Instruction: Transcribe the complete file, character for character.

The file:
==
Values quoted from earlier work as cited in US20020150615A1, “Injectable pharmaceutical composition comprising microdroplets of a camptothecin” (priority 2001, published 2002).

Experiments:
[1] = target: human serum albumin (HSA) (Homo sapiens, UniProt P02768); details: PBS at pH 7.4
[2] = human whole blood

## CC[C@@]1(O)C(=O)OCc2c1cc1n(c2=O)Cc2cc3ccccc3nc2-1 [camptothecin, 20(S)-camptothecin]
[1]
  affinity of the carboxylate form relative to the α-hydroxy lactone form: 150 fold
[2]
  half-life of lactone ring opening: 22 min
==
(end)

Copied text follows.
Values quoted from earlier work as cited in US20020150615A1, “Injectable pharmaceutical composition comprising microdroplets of a camptothecin” (priority 2001, published 2002).

Experiments:
[1] = target: human serum albumin (HSA) (Homo sapiens, UniProt P02768); details: PBS at pH 7.4
[2] = human whole blood

## CC[C@@]1(O)C(=O)OCc2c1cc1n(c2=O)Cc2cc3ccccc3nc2-1 [camptothecin, 20(S)-camptothecin]
[1]
  affinity of the carboxylate form relative to the α-hydroxy lactone form: 150 fold
[2]
  half-life of lactone ring opening: 22 min